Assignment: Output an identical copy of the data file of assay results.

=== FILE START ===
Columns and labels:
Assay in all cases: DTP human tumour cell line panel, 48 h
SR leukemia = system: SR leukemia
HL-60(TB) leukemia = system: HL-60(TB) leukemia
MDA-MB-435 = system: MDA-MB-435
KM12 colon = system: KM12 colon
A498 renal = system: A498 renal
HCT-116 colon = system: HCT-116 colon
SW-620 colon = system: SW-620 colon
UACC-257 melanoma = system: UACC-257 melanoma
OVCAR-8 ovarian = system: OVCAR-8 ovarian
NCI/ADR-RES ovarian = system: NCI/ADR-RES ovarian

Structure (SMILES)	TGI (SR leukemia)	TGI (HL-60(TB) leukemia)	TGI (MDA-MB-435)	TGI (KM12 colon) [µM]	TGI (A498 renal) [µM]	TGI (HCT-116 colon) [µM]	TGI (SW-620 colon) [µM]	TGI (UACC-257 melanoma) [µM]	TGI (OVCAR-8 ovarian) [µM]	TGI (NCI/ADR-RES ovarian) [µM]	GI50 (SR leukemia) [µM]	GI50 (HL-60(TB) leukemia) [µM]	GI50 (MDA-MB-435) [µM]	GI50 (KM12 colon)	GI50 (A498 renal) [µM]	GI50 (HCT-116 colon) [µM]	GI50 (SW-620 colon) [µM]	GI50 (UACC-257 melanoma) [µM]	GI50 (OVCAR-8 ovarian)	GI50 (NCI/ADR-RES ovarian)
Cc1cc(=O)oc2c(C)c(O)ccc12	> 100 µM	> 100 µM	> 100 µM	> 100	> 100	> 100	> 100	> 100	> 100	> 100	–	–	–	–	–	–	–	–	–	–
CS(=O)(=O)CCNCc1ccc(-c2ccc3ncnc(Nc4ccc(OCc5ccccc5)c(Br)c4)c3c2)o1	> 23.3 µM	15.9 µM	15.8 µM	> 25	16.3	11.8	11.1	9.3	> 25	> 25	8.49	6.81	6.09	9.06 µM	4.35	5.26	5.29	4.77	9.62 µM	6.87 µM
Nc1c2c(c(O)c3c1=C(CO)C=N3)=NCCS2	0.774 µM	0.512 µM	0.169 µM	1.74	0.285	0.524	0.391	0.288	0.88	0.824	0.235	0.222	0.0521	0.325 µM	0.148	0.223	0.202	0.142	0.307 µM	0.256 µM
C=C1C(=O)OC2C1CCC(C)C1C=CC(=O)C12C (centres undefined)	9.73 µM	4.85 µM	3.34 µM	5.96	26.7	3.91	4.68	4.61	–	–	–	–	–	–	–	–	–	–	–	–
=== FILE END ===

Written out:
Columns and labels:
Assay in all cases: DTP human tumour cell line panel, 48 h
SR leukemia = system: SR leukemia
HL-60(TB) leukemia = system: HL-60(TB) leukemia
MDA-MB-435 = system: MDA-MB-435
KM12 colon = system: KM12 colon
A498 renal = system: A498 renal
HCT-116 colon = system: HCT-116 colon
SW-620 colon = system: SW-620 colon
UACC-257 melanoma = system: UACC-257 melanoma
OVCAR-8 ovarian = system: OVCAR-8 ovarian
NCI/ADR-RES ovarian = system: NCI/ADR-RES ovarian

Structure (SMILES)	TGI (SR leukemia)	TGI (HL-60(TB) leukemia)	TGI (MDA-MB-435)	TGI (KM12 colon) [µM]	TGI (A498 renal) [µM]	TGI (HCT-116 colon) [µM]	TGI (SW-620 colon) [µM]	TGI (UACC-257 melanoma) [µM]	TGI (OVCAR-8 ovarian) [µM]	TGI (NCI/ADR-RES ovarian) [µM]	GI50 (SR leukemia) [µM]	GI50 (HL-60(TB) leukemia) [µM]	GI50 (MDA-MB-435) [µM]	GI50 (KM12 colon)	GI50 (A498 renal) [µM]	GI50 (HCT-116 colon) [µM]	GI50 (SW-620 colon) [µM]	GI50 (UACC-257 melanoma) [µM]	GI50 (OVCAR-8 ovarian)	GI50 (NCI/ADR-RES ovarian)
Cc1cc(=O)oc2c(C)c(O)ccc12	> 100 µM	> 100 µM	> 100 µM	> 100	> 100	> 100	> 100	> 100	> 100	> 100	–	–	–	–	–	–	–	–	–	–
CS(=O)(=O)CCNCc1ccc(-c2ccc3ncnc(Nc4ccc(OCc5ccccc5)c(Br)c4)c3c2)o1	> 23.3 µM	15.9 µM	15.8 µM	> 25	16.3	11.8	11.1	9.3	> 25	> 25	8.49	6.81	6.09	9.06 µM	4.35	5.26	5.29	4.77	9.62 µM	6.87 µM
Nc1c2c(c(O)c3c1=C(CO)C=N3)=NCCS2	0.774 µM	0.512 µM	0.169 µM	1.74	0.285	0.524	0.391	0.288	0.88	0.824	0.235	0.222	0.0521	0.325 µM	0.148	0.223	0.202	0.142	0.307 µM	0.256 µM
C=C1C(=O)OC2C1CCC(C)C1C=CC(=O)C12C (centres undefined)	9.73 µM	4.85 µM	3.34 µM	5.96	26.7	3.91	4.68	4.61	–	–	–	–	–	–	–	–	–	–	–	–